Saturday, August 31, 2013
WALLA WALLA — Theology major Jessica Suitsev has noticed the looks she gets — how people focus on her many tattoos, then edge away.
Years after it was inked onto her calf, the large image of a skull causes the 27-year-old the most problems, especially when she’s practice-preaching.
“... (T)he elderly, they just stare at it,” she said. “I definitely feel the skull being a stumbling block for other people and they don’t hear the words I am saying.”
The Walla Walla University student said she understands how anti-social symbols of her youth can color how others view her.
“A lot of people don’t believe I go to church or that I am studying theology,” Suitsev said. “People think I am living two lifestyles. They don’t know one is the old life and this is my new life.”
Soon, her skin will reflect who she is now.
Suitsev is taking advantage of a new tattoo removal project in Walla Walla called INK OUT, designed so that past mistakes don’t put a black mark on people’s future.
The service will be available to a variety of users: people like Suitsev whose tattoos put up social barriers, recovering drug users who advertised a way of life on their skin, and gang members who have bid those bonds goodbye.
Getting a tattoo is almost always the first step a new gang recruit takes, said Detective Saul Reyna with Walla Walla Police Department’s Special Teams Unit.
That means being marked with the name of his or her gang, often with crude materials in amateur fashion, Reyna said. “It is great pride to wear that on their skin. That gang name is very prominent.”
Regret, if it comes at all, arrives years down the road. Long after letters, numbers and icons have been permanently added to faces, necks, forearms and even heads, to be exposed through hair shaving, Reyna said.
When the tattoo bearer is ready to leave signs of such a lifestyle behind, it takes the same level of commitment, especially if the tattoo is seen as the property of the gang, he added. “Getting those removed, it’s a fresh start.”
A community effort
So if signs of anti-social or drug-related behavior can be erased, can the behavior go away, too?
The answer appears to be “yes,” in the view of a number of community leaders.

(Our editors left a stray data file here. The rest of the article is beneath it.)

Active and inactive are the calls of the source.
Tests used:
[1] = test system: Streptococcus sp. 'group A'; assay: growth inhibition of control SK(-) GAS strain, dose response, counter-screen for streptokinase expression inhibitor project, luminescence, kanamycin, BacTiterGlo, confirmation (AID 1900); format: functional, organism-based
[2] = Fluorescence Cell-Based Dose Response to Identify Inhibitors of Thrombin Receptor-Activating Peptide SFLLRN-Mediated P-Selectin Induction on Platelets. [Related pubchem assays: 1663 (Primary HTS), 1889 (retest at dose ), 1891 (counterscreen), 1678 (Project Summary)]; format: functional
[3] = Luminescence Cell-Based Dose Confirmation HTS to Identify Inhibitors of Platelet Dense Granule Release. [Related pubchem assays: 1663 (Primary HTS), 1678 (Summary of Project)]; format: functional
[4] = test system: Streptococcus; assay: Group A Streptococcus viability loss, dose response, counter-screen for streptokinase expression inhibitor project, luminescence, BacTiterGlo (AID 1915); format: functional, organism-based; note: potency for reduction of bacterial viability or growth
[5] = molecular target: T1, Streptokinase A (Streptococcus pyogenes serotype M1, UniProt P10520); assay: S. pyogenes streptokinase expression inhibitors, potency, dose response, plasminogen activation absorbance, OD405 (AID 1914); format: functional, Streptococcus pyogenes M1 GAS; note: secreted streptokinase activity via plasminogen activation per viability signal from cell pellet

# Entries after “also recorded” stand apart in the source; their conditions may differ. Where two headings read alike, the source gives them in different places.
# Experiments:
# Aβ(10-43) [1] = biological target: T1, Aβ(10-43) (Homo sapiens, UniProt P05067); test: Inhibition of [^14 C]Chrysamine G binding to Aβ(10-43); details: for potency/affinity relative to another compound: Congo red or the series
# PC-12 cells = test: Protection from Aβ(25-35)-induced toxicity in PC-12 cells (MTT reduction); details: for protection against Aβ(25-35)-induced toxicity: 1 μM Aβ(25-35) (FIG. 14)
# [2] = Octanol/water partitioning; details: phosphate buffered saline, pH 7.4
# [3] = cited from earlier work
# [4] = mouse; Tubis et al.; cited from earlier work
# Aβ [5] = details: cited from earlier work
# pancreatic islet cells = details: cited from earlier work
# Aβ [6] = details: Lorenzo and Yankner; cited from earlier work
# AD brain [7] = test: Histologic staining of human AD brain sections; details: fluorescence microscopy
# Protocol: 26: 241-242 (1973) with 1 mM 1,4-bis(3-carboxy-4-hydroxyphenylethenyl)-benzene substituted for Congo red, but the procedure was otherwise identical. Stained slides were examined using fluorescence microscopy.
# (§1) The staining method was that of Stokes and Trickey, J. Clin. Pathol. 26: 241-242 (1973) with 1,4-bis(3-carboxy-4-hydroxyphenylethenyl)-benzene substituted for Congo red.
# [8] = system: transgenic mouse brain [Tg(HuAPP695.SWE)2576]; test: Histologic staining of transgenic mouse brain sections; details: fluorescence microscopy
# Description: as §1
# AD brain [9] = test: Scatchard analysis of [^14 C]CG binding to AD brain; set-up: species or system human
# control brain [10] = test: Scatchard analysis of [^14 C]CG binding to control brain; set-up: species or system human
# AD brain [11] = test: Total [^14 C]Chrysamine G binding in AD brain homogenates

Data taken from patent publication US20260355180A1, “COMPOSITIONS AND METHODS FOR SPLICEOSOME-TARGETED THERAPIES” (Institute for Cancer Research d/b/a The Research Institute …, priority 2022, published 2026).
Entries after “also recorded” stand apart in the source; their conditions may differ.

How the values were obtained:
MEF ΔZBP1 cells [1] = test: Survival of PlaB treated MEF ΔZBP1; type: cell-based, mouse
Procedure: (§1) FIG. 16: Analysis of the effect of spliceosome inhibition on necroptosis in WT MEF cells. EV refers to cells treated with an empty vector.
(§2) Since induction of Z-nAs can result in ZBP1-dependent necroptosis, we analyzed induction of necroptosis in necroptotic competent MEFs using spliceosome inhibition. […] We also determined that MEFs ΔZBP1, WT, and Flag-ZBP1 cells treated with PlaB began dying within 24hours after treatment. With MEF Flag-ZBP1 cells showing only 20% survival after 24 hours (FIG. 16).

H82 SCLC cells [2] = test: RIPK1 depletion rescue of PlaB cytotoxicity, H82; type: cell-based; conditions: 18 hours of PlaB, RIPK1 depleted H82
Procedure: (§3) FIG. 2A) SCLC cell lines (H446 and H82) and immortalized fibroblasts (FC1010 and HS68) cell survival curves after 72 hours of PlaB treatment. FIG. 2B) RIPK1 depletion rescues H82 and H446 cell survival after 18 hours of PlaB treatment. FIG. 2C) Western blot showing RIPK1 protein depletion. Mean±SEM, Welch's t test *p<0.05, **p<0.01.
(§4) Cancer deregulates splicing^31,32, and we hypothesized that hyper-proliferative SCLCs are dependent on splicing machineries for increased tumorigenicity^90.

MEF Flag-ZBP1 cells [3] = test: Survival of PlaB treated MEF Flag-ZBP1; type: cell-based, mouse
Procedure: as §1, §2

The Walla Walla Valley has 300 to 500 youths associated with light to heavy involvement in the gang lifestyle, mostly operating in two groups that emulate gangs in Southern California, Reyna said.
“Plus a handful of others that are homegrown that originated within the Walla Walla Valley,” he added. “Those come and go.”
In 2011, Walla Walla’s Community Council investigated reducing local gang populations. By listening to regional gang experts, council participants came up with ideas to implement, said Jim Sporleder, Lincoln High School principal and a council member.
One was help people get rid of their tattoos if they were ready to move on.
“Your tattoo labels you,” Sporleder said. “Also, it really impacts employment.”
The committee members turned to Sergio Hernandez, a consultant to Walla Walla Public School District, for help. Hernandez, Sporleder said, has a nose for grant money and expertise in navigating the application process.
With requests to the Donald and Virginia Sherwood Trust and Blue Mountain Community Foundations, the $70,000 needed for a Quanta-Q Plus-C tattoo-removing laser machine was fully funded. Thus INK OUT was launched.
Hernandez advised committee members there needed to be protocol in place for those wanting laser treatments. He and his team laid out a blueprint — while the tattoo-removal service is free for eligible youths under 21 years old, participation requires an intense application process, school enrollment or steady employment, 25 community-service hours and working with a mentor during the entire removal process.